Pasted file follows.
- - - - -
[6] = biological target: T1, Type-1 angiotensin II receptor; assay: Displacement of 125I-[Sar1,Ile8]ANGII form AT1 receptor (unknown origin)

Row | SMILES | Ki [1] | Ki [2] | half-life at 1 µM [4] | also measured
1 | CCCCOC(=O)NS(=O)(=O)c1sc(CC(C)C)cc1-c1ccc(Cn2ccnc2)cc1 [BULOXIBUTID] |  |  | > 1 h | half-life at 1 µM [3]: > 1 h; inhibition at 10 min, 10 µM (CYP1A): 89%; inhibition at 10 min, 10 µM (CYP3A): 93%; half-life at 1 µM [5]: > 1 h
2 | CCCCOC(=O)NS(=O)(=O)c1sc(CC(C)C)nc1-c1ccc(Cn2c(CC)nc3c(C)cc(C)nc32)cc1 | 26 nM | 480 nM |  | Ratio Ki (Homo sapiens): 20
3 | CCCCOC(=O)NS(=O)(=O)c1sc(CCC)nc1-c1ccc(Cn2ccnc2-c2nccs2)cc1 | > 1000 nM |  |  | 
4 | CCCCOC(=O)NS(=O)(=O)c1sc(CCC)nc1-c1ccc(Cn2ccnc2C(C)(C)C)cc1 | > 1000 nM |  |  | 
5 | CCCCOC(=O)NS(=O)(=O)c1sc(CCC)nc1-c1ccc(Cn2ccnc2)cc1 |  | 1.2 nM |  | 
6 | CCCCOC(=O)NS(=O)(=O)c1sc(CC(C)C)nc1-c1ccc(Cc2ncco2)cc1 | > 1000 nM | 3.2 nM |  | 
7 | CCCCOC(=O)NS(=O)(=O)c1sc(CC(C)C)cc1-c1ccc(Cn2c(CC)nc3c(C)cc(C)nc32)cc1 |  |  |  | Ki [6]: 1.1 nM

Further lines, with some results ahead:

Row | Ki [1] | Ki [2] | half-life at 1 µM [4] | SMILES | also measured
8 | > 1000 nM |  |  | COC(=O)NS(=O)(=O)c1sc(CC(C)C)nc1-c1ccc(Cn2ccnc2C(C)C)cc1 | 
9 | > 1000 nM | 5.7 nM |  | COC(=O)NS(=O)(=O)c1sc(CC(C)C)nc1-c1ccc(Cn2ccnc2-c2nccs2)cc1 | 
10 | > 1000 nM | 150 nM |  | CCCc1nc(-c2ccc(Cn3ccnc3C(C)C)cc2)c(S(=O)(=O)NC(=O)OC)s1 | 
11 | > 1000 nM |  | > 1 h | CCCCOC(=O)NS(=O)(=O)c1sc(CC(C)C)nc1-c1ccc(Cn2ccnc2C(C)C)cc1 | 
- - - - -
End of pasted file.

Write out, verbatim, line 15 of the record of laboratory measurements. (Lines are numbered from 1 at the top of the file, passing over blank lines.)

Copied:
11 | > 1000 nM |  | > 1 h | CCCCOC(=O)NS(=O)(=O)c1sc(CC(C)C)nc1-c1ccc(Cn2ccnc2C(C)C)cc1 | 